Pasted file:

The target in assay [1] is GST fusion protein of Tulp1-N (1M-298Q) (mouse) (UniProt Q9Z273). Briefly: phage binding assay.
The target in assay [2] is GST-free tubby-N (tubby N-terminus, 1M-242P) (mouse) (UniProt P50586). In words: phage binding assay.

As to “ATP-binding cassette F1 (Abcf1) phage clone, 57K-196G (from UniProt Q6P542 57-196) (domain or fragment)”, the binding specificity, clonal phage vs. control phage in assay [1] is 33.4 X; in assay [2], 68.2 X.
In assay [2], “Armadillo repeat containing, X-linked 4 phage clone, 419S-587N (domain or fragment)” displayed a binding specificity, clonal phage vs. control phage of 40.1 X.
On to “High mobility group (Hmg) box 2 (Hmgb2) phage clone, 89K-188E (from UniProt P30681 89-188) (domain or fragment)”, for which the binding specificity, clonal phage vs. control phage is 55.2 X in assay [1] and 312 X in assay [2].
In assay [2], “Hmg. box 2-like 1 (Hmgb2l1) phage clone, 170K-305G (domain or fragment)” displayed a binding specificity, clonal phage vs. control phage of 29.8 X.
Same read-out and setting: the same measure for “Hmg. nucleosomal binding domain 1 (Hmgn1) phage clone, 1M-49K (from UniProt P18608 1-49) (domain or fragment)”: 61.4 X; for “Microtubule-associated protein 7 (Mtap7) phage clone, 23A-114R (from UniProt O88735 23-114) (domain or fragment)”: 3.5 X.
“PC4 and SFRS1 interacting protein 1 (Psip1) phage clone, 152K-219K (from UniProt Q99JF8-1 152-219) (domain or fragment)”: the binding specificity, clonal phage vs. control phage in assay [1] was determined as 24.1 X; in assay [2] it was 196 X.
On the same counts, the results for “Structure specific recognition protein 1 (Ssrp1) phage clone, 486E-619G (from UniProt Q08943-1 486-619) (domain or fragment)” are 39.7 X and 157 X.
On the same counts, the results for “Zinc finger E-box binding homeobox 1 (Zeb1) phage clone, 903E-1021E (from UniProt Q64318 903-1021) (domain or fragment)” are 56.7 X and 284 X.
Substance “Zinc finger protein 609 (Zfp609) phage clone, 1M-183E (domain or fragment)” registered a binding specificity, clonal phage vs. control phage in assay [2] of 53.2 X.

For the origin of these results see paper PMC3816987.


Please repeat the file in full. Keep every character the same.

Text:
The target in assay [1] is GST fusion protein of Tulp1-N (1M-298Q) (mouse) (UniProt Q9Z273). Briefly: phage binding assay.
The target in assay [2] is GST-free tubby-N (tubby N-terminus, 1M-242P) (mouse) (UniProt P50586). In words: phage binding assay.

As to “ATP-binding cassette F1 (Abcf1) phage clone, 57K-196G (from UniProt Q6P542 57-196) (domain or fragment)”, the binding specificity, clonal phage vs. control phage in assay [1] is 33.4 X; in assay [2], 68.2 X.
In assay [2], “Armadillo repeat containing, X-linked 4 phage clone, 419S-587N (domain or fragment)” displayed a binding specificity, clonal phage vs. control phage of 40.1 X.
On to “High mobility group (Hmg) box 2 (Hmgb2) phage clone, 89K-188E (from UniProt P30681 89-188) (domain or fragment)”, for which the binding specificity, clonal phage vs. control phage is 55.2 X in assay [1] and 312 X in assay [2].
In assay [2], “Hmg. box 2-like 1 (Hmgb2l1) phage clone, 170K-305G (domain or fragment)” displayed a binding specificity, clonal phage vs. control phage of 29.8 X.
Same read-out and setting: the same measure for “Hmg. nucleosomal binding domain 1 (Hmgn1) phage clone, 1M-49K (from UniProt P18608 1-49) (domain or fragment)”: 61.4 X; for “Microtubule-associated protein 7 (Mtap7) phage clone, 23A-114R (from UniProt O88735 23-114) (domain or fragment)”: 3.5 X.
“PC4 and SFRS1 interacting protein 1 (Psip1) phage clone, 152K-219K (from UniProt Q99JF8-1 152-219) (domain or fragment)”: the binding specificity, clonal phage vs. control phage in assay [1] was determined as 24.1 X; in assay [2] it was 196 X.
On the same counts, the results for “Structure specific recognition protein 1 (Ssrp1) phage clone, 486E-619G (from UniProt Q08943-1 486-619) (domain or fragment)” are 39.7 X and 157 X.
On the same counts, the results for “Zinc finger E-box binding homeobox 1 (Zeb1) phage clone, 903E-1021E (from UniProt Q64318 903-1021) (domain or fragment)” are 56.7 X and 284 X.
Substance “Zinc finger protein 609 (Zfp609) phage clone, 1M-183E (domain or fragment)” registered a binding specificity, clonal phage vs. control phage in assay [2] of 53.2 X.

For the origin of these results see paper PMC3816987.